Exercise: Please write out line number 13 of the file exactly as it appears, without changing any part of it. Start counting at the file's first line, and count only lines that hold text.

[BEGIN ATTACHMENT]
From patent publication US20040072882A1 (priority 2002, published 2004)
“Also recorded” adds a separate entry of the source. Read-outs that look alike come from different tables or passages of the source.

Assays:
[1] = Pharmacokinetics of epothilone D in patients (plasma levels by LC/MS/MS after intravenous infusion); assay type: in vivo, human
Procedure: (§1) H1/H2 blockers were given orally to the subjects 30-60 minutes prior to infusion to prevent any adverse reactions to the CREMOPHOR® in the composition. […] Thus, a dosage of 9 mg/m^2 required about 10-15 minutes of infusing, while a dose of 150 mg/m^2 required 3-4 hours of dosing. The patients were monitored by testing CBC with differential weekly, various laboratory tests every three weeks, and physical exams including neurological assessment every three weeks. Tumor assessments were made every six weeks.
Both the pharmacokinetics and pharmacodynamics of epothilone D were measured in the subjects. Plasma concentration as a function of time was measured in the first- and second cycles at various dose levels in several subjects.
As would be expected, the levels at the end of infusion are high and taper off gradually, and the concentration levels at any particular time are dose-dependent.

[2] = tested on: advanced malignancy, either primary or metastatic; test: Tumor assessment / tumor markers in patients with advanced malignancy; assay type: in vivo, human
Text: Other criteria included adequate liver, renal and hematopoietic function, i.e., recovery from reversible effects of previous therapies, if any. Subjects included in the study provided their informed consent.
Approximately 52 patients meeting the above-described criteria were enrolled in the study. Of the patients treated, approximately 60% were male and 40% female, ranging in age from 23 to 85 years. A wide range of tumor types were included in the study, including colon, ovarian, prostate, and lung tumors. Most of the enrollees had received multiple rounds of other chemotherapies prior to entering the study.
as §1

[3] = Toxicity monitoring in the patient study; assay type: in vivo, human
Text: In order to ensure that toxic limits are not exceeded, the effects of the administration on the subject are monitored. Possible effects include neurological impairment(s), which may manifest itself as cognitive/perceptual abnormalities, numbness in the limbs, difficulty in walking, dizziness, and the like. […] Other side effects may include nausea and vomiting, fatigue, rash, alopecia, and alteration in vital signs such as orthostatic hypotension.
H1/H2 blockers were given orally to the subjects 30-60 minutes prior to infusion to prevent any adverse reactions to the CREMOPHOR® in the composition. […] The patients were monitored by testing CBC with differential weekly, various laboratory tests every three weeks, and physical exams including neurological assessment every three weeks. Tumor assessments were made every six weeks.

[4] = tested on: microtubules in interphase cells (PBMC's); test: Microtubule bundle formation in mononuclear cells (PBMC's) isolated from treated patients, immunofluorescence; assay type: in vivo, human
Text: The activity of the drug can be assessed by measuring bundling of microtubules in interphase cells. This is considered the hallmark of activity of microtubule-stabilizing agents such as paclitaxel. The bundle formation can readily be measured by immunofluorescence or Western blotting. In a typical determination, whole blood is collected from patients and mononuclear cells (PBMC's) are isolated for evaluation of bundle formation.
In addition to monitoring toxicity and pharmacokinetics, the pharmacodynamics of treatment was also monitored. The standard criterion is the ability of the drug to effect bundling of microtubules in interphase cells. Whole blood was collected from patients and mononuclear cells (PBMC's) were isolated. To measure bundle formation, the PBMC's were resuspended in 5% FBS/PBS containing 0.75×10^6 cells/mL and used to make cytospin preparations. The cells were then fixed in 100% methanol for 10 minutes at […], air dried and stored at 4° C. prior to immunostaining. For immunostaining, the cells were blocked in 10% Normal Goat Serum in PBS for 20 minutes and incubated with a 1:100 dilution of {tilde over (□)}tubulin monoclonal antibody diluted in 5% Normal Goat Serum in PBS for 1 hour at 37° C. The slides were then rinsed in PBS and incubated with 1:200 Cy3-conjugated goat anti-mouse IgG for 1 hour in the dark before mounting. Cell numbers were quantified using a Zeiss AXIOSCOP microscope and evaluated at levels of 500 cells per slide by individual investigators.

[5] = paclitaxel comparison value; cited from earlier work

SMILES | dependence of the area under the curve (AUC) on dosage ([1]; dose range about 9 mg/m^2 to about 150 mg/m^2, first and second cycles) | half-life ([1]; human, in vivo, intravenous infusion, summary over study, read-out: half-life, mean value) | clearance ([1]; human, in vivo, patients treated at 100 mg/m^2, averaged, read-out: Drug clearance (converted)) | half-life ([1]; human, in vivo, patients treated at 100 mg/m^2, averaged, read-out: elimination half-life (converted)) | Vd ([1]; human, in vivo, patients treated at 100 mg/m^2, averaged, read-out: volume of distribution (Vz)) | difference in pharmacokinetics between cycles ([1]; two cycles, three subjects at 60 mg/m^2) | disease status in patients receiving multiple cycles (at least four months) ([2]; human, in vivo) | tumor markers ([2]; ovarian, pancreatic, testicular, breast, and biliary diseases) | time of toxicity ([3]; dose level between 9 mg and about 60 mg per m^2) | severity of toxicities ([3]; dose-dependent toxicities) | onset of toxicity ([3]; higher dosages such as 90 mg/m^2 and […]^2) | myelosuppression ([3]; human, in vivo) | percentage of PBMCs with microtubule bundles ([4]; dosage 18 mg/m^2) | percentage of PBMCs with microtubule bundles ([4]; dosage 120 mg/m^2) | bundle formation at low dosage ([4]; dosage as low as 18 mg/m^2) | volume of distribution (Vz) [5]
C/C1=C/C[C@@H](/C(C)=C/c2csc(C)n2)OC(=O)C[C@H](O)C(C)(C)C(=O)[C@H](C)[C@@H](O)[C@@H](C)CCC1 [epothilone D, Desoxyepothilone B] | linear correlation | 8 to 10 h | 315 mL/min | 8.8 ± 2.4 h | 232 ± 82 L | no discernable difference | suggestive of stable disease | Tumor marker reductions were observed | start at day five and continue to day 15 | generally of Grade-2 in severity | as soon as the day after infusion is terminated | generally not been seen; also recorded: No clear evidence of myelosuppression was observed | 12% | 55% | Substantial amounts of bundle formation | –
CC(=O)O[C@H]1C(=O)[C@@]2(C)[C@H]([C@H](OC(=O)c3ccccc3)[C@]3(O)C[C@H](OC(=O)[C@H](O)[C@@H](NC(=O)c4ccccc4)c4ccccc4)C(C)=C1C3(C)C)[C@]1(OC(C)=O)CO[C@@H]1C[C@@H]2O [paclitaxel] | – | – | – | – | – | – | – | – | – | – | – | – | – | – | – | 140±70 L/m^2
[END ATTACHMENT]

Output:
Text: In order to ensure that toxic limits are not exceeded, the effects of the administration on the subject are monitored. Possible effects include neurological impairment(s), which may manifest itself as cognitive/perceptual abnormalities, numbness in the limbs, difficulty in walking, dizziness, and the like. […] Other side effects may include nausea and vomiting, fatigue, rash, alopecia, and alteration in vital signs such as orthostatic hypotension.